This week’s Pokemon, Starly and Staravia*, were chosen because of something that I’ve been noticing for the past few weeks: there are a lot of birds chirping despite it being the dead of winter. Now, birds in winter is nothing new to me, but I don’t remember winter birds around my hometown being nearly as vocal as the birds I’ve been seeing around Camden. A few days ago I took some time to ID the birds, and was surprised to learn that they were European Starlings, an invasive bird which has some unusual behaviors and an even more unusual story behind their invasion.
Before I dive in, I want to point out that the Starly family isn’t based off the European Starling in particular. The starling family Sturnidae (based off Sturnus, the Latin name for starlings) has about 120 different species. I chose the European Starling to focus on because it’s the one that I see almost every day and it’s a pretty interesting bird. Bulbapedia (the Pokemon Wiki I use when writing these posts) suggests that the main inspiration is the White-cheeked Starling, which is native to East Asia and looks a lot more like Starly than a European Starling. That being said, the behavior I’m going to be talking about is found in most if not all starlings, including the White-cheeked Starling.
The most interesting behavior that starlings display is their flocking behavior. Flocking is nothing new, especially in the world of birds, but the flocking in European Starlings is somewhat different. Starlings flock in what are called murmurations, with hundreds to thousands of individuals flying together in some of the most amazing patterns imaginable. Words can’t do murmurations justice, so instead, you should just watch some videos. Seriously, go watch some videos, I’ll wait.
That’s incredible, right? For ornithologists, animal behaviorists, and bird watchers alike, murmurations bring up a lot of questions. Why do they all fly in unison like that? What causes the mesmerizing undulations of the flock? The first one is fairly easy. Many birds flock together in order to avoid predators**, with the basic idea being: more eyes, more chances to spot the predator, less likely to be eaten. In European Starlings, these predators are typically other birds, like hawks or falcons.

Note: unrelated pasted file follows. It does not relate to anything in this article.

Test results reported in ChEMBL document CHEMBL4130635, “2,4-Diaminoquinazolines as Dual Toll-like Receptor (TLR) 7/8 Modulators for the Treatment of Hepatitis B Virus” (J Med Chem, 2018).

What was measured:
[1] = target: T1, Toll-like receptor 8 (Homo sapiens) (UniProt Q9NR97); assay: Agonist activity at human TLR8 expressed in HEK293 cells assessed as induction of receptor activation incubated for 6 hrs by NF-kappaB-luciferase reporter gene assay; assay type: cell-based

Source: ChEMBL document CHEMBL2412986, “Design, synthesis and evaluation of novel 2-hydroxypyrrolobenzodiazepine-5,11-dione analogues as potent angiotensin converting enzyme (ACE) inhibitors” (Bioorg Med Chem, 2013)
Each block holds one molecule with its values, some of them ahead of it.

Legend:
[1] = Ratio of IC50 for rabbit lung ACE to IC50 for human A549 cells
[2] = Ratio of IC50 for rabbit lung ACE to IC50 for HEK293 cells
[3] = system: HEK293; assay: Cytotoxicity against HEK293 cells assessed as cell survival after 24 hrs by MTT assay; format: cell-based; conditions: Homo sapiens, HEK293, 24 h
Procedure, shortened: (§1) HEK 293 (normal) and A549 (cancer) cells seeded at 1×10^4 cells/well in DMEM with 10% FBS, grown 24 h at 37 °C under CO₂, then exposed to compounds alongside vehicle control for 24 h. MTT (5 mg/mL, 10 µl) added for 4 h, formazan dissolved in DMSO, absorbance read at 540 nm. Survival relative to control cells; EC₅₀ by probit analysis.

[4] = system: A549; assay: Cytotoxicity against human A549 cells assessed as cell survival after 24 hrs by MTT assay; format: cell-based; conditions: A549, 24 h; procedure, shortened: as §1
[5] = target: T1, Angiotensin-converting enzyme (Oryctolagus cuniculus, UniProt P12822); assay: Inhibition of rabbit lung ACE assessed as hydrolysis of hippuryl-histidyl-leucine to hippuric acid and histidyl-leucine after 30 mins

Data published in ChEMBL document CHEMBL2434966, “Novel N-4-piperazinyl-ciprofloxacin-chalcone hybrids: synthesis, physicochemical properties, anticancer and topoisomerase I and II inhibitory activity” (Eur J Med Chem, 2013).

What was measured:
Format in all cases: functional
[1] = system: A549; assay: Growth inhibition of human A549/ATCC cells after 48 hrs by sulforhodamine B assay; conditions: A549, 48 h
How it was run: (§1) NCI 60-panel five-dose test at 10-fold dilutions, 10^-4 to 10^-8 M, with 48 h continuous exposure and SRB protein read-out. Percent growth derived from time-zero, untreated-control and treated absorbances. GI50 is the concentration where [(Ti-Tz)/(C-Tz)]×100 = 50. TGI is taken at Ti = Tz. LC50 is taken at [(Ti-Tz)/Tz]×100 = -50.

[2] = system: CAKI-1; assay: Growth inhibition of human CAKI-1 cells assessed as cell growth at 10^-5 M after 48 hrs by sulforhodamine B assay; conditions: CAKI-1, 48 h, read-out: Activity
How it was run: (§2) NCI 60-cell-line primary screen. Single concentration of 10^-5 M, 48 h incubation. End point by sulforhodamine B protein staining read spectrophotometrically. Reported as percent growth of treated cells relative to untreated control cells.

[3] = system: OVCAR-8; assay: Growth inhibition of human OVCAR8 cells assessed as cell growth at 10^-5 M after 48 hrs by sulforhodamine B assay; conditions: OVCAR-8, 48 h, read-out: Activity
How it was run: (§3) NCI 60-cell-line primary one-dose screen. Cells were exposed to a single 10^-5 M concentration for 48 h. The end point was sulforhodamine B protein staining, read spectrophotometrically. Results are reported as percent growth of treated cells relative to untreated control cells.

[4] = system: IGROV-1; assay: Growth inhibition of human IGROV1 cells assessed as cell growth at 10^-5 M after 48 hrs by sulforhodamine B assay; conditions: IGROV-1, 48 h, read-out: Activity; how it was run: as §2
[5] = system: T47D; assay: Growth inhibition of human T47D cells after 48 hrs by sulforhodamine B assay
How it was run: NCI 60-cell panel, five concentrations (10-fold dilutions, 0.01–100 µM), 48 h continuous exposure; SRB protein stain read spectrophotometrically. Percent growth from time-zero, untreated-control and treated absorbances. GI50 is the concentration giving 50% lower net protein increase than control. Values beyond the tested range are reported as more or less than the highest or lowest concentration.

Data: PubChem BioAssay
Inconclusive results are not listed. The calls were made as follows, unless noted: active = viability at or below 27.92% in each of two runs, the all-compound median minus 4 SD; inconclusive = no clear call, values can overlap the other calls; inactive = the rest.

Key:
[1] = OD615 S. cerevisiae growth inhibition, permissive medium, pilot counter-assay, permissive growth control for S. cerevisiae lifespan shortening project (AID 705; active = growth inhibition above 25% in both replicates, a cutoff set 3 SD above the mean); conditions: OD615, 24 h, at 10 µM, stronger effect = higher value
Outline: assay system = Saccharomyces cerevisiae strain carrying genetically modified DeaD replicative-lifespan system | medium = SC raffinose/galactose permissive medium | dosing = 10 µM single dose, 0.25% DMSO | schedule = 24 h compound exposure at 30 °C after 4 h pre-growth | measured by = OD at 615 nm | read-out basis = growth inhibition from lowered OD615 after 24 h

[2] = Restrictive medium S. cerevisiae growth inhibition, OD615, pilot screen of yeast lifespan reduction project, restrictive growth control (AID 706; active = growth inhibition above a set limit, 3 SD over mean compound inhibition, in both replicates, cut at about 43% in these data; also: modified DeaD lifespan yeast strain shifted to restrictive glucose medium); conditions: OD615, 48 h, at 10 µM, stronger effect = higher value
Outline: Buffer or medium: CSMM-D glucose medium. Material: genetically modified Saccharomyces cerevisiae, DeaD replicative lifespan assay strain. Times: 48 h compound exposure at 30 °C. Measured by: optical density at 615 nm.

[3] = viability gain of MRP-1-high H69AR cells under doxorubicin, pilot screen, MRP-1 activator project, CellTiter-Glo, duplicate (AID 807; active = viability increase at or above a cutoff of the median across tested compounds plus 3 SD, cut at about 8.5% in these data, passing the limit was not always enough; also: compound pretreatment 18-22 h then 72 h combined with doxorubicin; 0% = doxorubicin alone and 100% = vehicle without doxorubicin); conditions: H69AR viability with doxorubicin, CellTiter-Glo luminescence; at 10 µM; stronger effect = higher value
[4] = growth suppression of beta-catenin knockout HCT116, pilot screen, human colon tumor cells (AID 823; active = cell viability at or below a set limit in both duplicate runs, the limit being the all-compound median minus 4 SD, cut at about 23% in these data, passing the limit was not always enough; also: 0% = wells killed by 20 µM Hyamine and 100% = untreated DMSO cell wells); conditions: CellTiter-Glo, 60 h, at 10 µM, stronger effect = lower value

The other question baffled scientists for a long time. There were many hypotheses proposed, including one that suggested the birds were using a “biological radio” (i.e. telepathy) to communicate with one another. Ideas started changing with the rise of computers, which could model interactions between flocking birds. These models assumed a few key rules, namely that individuals will avoid colliding with each other, they will turn if nearby individuals turn, and they will remain in the flock. High speed video later helped to confirm these rules, with changes in direction moving through the flock like ripples from a stone dropped in a still pond.
Sadly, Starly and Staravia flocks are nowhere near as impressive as European Starling murmurations. Both Starly and Staravia are described as being weak and flocking for protection, but only Staravia flocks ever become particularly large (Starly bicker amongst each other in large flocks) but neither seem to have this incredible aerial behavior. In fact, the only other notable description given to Starly and Staravia is that they are quite noisey, something that I can attest to being true in starlings. But even their calls are less interesting than that of European Starlings, which are able to mimic the songs of other birds.
Now, as I pointed out earlier, Starly and Staravia are not based on the European Starling. That being said, while researching the European Starling I learned how it first came to the US, and I’d be remiss if I didn’t talk about it here. You see, you can blame their introduction on the most hated man in high school: William Shakespeare. OK, mabye that’s a bit harsh. The real villain here is Eugene Schieffelin, whose goal was to bring every bird ever mentioned in Shakespeare’s works to America.
In case you aren’t a scholar on the bard (I’m not going to pretend I am), the European Starling was mentioned in Henry IV Part 1, where a character suggests giving one to King Henry to drive him mad with its constant squawking. That’s right, Eugene decided to bring over the bird that Shakespeare describes as being annoying enough to drive someone insane. Thanks for that.
*I’m not including the final evolution, Staraptor, in this week’s post as it’s based off raptors rather than starlings and I want to keep the post a reasonable length.
*This explanation is a bit of a simplification. While it’s true that flocking behavior is useful for avoiding predators, some biologists, such as Frank Heppner, have argued that this added defense doesn’t fully explain murmuration behavior, pointing out that these large flocks are likely attracting predators and that the starlings would be more protected if they perched in nearby trees rather than flocking. Instead, Heppner argues that murmurations are the result of emergent properties, a fancy scientific term for “the whole is greater than the sum of its parts”. Because flocking behaviors are genetically programmed into the individual birds, he argues, flocking becomes inevitable, especially when there are so many individuals in the same place.